The Vanguard Way: day 1

Dominic Scotting
Monday 29 October 2012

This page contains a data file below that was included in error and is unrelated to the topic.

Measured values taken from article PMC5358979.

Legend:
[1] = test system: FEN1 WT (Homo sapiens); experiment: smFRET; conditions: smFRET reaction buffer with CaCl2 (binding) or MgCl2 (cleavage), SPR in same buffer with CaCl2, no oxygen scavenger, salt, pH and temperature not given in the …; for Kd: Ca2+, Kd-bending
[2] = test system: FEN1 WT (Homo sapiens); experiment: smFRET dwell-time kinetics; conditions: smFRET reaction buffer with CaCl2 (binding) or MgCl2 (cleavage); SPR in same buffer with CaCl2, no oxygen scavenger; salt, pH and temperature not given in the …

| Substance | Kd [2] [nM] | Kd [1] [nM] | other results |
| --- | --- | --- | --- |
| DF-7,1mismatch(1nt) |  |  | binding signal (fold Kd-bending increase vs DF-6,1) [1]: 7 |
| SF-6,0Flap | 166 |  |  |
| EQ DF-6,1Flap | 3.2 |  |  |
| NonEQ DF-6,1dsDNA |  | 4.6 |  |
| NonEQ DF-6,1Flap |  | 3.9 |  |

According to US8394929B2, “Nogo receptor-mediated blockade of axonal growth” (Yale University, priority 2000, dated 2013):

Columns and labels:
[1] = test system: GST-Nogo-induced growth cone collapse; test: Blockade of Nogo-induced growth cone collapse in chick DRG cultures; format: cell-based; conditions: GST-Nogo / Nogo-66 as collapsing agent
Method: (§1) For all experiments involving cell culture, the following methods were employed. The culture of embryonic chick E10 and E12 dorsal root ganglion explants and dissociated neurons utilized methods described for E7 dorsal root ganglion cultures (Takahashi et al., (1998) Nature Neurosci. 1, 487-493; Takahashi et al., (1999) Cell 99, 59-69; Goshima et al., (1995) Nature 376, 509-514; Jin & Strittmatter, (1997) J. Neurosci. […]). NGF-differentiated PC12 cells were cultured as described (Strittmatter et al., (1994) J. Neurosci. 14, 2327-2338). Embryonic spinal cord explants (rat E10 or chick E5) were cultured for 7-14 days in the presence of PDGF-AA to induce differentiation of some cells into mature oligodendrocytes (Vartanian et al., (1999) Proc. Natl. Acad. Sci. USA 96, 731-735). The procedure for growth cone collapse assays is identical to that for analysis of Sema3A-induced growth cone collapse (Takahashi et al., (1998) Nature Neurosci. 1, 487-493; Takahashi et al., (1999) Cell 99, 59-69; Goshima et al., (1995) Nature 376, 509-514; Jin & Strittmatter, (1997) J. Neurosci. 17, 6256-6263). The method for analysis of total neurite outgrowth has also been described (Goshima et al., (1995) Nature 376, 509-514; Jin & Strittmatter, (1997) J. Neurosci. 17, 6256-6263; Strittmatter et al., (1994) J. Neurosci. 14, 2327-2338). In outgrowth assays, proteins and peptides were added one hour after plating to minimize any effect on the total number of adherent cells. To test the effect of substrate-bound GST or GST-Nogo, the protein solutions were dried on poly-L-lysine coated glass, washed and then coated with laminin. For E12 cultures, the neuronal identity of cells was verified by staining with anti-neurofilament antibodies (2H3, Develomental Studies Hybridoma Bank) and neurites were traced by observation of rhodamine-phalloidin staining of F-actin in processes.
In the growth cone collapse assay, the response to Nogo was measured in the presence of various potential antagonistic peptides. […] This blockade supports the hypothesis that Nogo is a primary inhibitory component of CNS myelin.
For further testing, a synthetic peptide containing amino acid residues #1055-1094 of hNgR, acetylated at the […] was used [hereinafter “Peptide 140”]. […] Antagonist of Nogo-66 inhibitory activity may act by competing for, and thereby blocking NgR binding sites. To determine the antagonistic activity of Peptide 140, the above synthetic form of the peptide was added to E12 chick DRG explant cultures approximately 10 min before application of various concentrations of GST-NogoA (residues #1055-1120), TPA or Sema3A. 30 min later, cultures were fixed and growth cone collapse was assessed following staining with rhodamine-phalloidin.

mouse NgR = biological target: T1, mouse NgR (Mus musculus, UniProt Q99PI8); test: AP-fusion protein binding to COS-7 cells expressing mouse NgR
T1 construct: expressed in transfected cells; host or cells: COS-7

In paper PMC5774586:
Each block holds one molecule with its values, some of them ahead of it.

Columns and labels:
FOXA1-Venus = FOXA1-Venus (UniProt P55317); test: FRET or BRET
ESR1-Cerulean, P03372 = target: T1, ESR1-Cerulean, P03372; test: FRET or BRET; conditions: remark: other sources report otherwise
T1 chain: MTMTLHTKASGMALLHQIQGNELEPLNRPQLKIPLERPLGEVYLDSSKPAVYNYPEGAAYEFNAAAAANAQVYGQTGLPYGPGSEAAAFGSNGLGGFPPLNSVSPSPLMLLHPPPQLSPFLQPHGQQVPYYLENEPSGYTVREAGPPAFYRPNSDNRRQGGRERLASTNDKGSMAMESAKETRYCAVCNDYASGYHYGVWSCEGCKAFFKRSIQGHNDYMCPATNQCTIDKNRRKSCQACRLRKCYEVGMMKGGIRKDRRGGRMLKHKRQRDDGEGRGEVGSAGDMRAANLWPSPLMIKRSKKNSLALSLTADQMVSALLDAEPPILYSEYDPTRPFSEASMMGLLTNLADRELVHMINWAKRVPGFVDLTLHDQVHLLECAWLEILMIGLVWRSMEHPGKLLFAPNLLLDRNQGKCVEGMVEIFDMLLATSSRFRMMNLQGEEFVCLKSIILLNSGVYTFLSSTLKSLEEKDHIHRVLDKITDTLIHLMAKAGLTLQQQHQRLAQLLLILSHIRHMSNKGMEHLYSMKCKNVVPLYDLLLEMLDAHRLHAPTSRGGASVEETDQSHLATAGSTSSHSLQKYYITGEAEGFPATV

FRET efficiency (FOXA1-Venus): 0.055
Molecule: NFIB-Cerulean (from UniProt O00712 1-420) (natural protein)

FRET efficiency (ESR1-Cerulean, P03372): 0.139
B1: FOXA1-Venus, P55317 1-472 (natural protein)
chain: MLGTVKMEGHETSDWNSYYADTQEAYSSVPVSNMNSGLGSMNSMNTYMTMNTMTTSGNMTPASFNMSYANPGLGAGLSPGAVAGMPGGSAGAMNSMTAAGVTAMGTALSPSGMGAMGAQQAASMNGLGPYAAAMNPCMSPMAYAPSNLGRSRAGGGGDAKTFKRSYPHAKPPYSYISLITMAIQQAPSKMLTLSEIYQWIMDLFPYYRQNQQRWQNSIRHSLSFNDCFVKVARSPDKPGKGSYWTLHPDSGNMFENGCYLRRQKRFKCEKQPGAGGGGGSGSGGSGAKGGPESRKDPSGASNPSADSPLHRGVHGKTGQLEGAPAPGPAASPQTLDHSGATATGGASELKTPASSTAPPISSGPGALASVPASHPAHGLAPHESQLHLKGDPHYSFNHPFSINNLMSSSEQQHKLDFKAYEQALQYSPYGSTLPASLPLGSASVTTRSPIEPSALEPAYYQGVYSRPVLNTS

The night before I had made my preparations, well as much as would be possible considering I am chronically disorganised; bag packed, kit checked and re checked I thought I was ready. So when the bell rang at 3:15pm on Friday to mark the start of the weekend I thought I should be ready go, sadly as ever this wasn’t the case. So as quickly as I could I piled through the myriad of ‘little jobs’ that teachers have left to do after school. By 4:30pm I was now really ready for the off. Thankfully, Mrs S had come to pick me up as I hadn’t fancied my usual cycle commute so close to the big day and so we swiftly made our way home. Once we had gotten home we quickly rallied the troops, (Baby Scotting, my mother and stepfather) and got on the road. It took us around 5.5hrs to get to the metropolis that is Croydon, including a short stop for what supposedly passes for food in a motorway service station. When we arrived at our Travel Lodge we were greeted by a slightly rotund lady, who courteously explained that one of the rooms we had booked was out of action due to an over powering stench of vomit, which had kindly been left by the last occupants. We were quickly offered an equally unappetising, but available, room and hurriedly ushered off - least we cause any further interruption to her crisp munching and TV watching. The rooms were grim and the sleep was bad, before I knew it 6:30am was upon me and Baby Scotting was awake and pawing at my face, ah it must be race day I winced to myself.       No rest for the wicked   This preamble to the race was really characteristic of my experiences throughout Operation Ultra – not enough time and not enough sleep. And so just before 8am I arrived at the race HQ, only to find I couldn’t really see any race HQ – as a road runner I had been expecting the usual throng of lean runners stretching sinewy legs before the off. In fact, what I found was a small group of eccentric but happy looking people eating cake and drinking tea in a cricket pavilion this looked like a cross between a ramblers meeting and an advert for Millets. I could tell this was going to be something different. Time seemed to pass quite quickly as I went through my usual prerace prep and we were soon having are race briefing. The organisers seemed really friendly and well organised. As the race was so small they even seemed to know a lot of the runners by name, something I had never encountered before at the bigger races. And so kit checked, warnings given and bowels evacuated it was time for the off. We gathered on the start line looking like a group hyperactive hill walkers the countdown came and we were off. Or rather we weren’t off because rather than the instant sprint away from the start we stumbled from the start lost within our first few steps. Where were we going? We had a route card but no map, running whilst reading isn’t something I had ever tried to do before and I had never run a race without clear markings! I knew I was in trouble within a few meters. For the first couple of miles I stayed with the main pack following their mistakes and cursing myself for not having reccied the route. After a while I fell in with a few guys at the front we got chatting and after a while it became clear that one of them, Ozgur, was a local, he explained that he had actually run the first 25 miles of the course and knew it well. I was saved! This was exactly what I needed. So I stuck with Ozgur like glue, he was a really nice guy and the time passed quite quickly, this was someone who a little while earlier I had never met before and now we were exchanging life stories. We made our way through the first 2 check points with little to no problems, the only events of any note being the massive flooding we incurred where we had to wade across rivers to get to their bridges! Before we knew it we were heading on towards mile 25, we had passed all of the rest of the field and were out in front, we knew the elite runners would be closing on us but Ozgur was confident that they would be struggling with the directions and this moment of schadenfreude did bring us a small glimmer of joy as we trudged on.   Lost in navigation   Sadly this joy wasn't to last as after mile 25 things quickly started to unravel, we found ourselves asking a helpful local for directions - big mistake, this added another 2 or 3 miles onto our run. When we eventually found our way back to where we were supposed to be we had also lost around 40 minutes. We headed for a local golf club and what sounded like a simple case of skirting around the outside of the course and then heading on for our last 3 or 4 miles. This turned into a navigational nightmare. Ozgur and I continued to struggle on but the pace was much slower as we were starting to doubt ourselves at every turn. It wasn't long after this that three of the elite runners caught us, this was a real every cloud has a silver lining moment as they seemed to have a better idea of where they were going. There was no way we were going to let them out of our sight! We pressed on with the ground appearing to get ever worse and the light beginning to fade. The pace was quicker and both Ozgur and I were feeling it, inside of the last few miles there seemed to be a never ending climb to a trig point which had something to do with Winnie the Pooh, to be honest I had little to no interest in this I just wanted some food and a shower! It was great to be running with the others as it was a good chance to trade stories of how the day had gone so far. Within the last couple of miles we had a miserable navigational error which added another mile or so of hill climb, this seemed to be enough to finally slow Ozgur, I managed to hang on knowing that if I let the others out of my sight it would cost me even more time navigating. Finally, I trailed in to find my wife, daughter, mother and stepfather all dutifully waiting for me! I can't thank them enough for having hung on and on and on for me. I was the 4th over the line but because of the different start times this eventually equated to 6th overall. Ozgur came in a very respectable 7th with a strong finish. It would be a long time before we would see any of the others. Of the 45 or so of us that had set off that morning only 14 would cross the line. Another small handful would later be found in a woods having gotten very lost, I know that had it not been for Ozgur I may well have been in that same situation. And I still had another day to go!